Atlantic Caribbean Union

An Honor for the Seventh-day Adventist Church

An Honor for the Seventh-day Adventist Church


Following the announcement that I was one of the twenty-six Bahamians on the annual Queen’s New Year’s Honours list, I received many calls and notes of congratulation. Named as one of two recipients for the honor, Companion of the Most Distinguished Order of Saint Michael and Saint George (CMG) for services to the church, I have been asked the meaning of CMG. What does the award mean? Like many of you, when first contacted, I had no clue, so I inquired and researched online.

The Meaning of CMG
CMG stands for “The Order of St Michael and St George,” and “is awarded to men and women of high office, or who render extraordinary or important non-military service in a foreign country.” It was “Instituted in 1818 by the Prince Regent (later George IV), the Order of St Michael and St George was intended to commemorate the placing of the Ionian Islands under British protection.” Originally it was intended for distinguished citizens of the islands, and also of Malta.
According to Wikipedia, “The Order has three classes. These are:
       Knight Grand Cross or Dame Grand Cross (GCMG)
       Knight Commander (KCMG) or Dame Commander (DCMG)
       Companion (CMG)”
It should be noted that it is the third one or lowest that is applicable in this instance. It does not involve any knighthood; though a friend wrote inquiring about the title “Sir,” it is not applicable. Quite frankly, I would be reluctant to accept that award at this stage in my life and ministry. Nevertheless, I humbly accepted the CMG honour at a ceremony on Wednesday, June 22, at Buckingham Palace in London.

Attributed to God
            When I pause and consider my humble beginning and upbringing from time to time, I can only say, “Thank You Lord.” Born on Polemus Street in the heart of the inner city of Grant’s Town in Nassau, I never imagined being a leader of a church, certainly not the Seventh-day Adventist Church, since I was a Baptist at the time. The most I knew about Adventists was mainly through a friend. We were both packing boys at a local food supermarket. As I recalled, he would leave work a certain time on Friday evenings and not show up on Saturdays. Later, I would come to realize why. Nevertheless, the announcement of this award reminds me of many persons God placed in my path to nurture me including my late parents, my dear wife of 32 years, and those in and outside the church. Therefore, this high and significant recognition without question must be attributed to God and by extension, His church. The Seventh-day Adventist Church has afforded me numerous opportunities to travel the world ministering especially in the Bahamas, Cayman and Turks and Caicos islands, as well as serve on boards and committees at all levels of the church. As for my country, one of the most memorable opportunities I value was to preach at the Bahamas’ 39th Anniversary of Independence. To God be glory!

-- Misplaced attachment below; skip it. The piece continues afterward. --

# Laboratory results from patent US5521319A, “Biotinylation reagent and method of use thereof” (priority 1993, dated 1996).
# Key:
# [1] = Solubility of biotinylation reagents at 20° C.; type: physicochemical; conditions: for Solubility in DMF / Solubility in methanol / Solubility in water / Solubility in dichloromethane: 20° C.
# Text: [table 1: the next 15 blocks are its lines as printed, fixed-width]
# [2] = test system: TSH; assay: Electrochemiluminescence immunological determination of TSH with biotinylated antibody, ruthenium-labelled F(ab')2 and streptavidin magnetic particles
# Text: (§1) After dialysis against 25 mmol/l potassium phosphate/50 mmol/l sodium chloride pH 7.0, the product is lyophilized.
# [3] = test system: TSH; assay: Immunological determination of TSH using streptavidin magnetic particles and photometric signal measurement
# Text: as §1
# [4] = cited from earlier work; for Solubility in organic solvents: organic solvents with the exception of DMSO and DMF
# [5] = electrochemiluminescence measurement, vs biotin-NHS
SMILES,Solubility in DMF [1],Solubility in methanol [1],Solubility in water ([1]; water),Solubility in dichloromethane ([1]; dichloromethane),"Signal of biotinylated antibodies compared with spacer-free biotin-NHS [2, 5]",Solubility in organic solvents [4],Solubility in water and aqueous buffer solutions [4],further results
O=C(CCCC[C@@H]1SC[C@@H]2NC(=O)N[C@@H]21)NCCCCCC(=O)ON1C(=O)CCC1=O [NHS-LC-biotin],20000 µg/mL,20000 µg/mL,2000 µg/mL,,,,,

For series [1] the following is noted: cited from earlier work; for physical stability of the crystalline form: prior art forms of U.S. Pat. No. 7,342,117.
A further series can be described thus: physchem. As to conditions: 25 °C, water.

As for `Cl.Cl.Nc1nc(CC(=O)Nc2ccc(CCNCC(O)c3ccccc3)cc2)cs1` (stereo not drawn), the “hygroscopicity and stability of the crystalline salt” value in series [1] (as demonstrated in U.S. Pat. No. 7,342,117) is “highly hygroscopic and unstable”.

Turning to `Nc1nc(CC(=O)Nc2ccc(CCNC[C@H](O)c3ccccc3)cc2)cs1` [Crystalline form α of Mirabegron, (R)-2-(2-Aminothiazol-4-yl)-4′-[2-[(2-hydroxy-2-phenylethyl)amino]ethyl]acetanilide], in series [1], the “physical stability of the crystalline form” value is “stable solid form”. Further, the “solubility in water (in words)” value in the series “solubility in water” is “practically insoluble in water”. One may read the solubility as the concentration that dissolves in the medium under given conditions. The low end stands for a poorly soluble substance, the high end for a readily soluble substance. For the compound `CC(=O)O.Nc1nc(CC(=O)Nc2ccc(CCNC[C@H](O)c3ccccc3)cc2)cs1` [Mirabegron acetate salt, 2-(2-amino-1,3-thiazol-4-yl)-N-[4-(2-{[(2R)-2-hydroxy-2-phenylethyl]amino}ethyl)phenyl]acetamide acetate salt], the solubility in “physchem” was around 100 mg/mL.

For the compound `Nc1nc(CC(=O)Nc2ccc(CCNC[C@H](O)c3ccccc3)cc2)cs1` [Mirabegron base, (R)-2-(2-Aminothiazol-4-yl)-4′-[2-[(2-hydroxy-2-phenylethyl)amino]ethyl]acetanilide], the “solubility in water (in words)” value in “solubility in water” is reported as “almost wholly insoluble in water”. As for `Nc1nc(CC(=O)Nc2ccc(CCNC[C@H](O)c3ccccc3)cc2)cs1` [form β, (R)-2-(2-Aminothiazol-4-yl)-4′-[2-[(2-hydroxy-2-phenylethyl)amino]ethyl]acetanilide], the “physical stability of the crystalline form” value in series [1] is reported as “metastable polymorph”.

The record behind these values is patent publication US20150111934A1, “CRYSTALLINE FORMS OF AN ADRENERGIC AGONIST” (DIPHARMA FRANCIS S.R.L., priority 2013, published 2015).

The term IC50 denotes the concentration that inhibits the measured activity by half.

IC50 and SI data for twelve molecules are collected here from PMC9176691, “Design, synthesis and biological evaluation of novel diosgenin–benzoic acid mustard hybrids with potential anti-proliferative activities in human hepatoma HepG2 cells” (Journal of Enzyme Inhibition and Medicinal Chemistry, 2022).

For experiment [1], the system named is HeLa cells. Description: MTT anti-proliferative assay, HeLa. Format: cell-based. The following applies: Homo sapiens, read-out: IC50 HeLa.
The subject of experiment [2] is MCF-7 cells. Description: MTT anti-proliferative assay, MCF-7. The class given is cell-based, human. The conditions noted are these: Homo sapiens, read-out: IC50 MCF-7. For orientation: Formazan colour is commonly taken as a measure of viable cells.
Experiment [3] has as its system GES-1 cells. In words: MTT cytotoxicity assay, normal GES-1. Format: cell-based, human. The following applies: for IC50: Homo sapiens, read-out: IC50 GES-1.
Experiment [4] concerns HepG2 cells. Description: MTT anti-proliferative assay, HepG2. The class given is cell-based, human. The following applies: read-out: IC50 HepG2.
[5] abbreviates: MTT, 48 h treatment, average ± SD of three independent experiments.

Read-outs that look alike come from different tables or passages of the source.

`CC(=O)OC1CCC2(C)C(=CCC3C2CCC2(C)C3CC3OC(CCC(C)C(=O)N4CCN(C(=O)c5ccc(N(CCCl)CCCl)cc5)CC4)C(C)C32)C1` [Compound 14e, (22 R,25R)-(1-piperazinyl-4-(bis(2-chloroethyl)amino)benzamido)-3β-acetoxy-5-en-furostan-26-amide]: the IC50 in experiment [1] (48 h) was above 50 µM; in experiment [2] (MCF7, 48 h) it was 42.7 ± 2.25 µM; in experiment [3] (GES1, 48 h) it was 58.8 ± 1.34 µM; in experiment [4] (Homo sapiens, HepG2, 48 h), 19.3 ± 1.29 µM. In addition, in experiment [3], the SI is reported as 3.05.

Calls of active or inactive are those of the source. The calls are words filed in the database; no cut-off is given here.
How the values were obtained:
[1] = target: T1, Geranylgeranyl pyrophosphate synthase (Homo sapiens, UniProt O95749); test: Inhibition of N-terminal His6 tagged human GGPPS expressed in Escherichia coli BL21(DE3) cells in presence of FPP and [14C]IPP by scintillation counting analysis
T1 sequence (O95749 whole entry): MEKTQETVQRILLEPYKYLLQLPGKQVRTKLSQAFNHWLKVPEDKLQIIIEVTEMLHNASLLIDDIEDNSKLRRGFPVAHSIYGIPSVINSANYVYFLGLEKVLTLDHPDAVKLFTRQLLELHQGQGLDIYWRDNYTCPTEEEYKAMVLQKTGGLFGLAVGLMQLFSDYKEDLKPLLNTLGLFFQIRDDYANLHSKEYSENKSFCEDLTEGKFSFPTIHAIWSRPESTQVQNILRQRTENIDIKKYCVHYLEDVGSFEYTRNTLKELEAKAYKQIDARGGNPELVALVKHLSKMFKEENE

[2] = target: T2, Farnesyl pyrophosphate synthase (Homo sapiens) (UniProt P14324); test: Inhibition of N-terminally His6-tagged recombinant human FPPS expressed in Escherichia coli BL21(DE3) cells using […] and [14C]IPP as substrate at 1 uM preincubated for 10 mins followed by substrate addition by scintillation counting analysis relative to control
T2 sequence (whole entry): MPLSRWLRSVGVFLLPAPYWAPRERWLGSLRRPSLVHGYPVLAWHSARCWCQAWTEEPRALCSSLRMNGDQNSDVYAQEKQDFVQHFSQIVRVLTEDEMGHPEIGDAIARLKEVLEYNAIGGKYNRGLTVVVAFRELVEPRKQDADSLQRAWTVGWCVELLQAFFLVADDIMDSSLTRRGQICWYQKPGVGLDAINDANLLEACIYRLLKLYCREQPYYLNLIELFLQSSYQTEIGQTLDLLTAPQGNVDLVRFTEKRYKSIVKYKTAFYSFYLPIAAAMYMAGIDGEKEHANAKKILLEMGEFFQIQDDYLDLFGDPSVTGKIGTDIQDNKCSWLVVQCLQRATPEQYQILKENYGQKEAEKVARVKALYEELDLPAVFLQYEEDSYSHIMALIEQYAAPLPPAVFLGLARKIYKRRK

The Blessings of Others
            In my attempt to understand this recognition, my research has led me to realize that many Adventists around the globe have received similar awards. To explain, former president of West Indies Union Conference of Seventh-day Adventists, Pastor Patrick Allen, now Sir Patrick Allen, was knighted on June 12, 2009, and Elder Jan Paulson, former GC president was awarded the Norwegian ‘Order Of Merit’ for ‘Service For The Good Of Humanity’ in 2012. Additionally, Queen Elizabeth II presented Joan Saddler, a member of the Hampstead Adventist Church, with the Order of the British Empire on December 6, 2007 for her volunteer work “with mentoring minorities and influencing social health policy.” These three examples coupled with others including two of the former leaders within the Bahamas, who also received high honours, have helped me to appreciate the position of the church toward such awards. As such, I was not surprised when I first learnt of the award and shared the news with Elder Leito, our Division president; he readily congratulated me and encouraged my acceptance of the same.

The Greatest Award
            And so as I reflect on the rare privilege accorded my wife and me to visit Buckingham Palace a few days ago to receive my award, I determined to prepare for the day when I shall receive the greatest award issued by God Himself saying, “Well done good and faithful servant -enter into the joy of thy Lord.”  What a day that will be! Until then, you and I must keep on serving humanity and remain faithful to the mission of the church, which is to seek and save mankind through the gospel of Jesus Christ.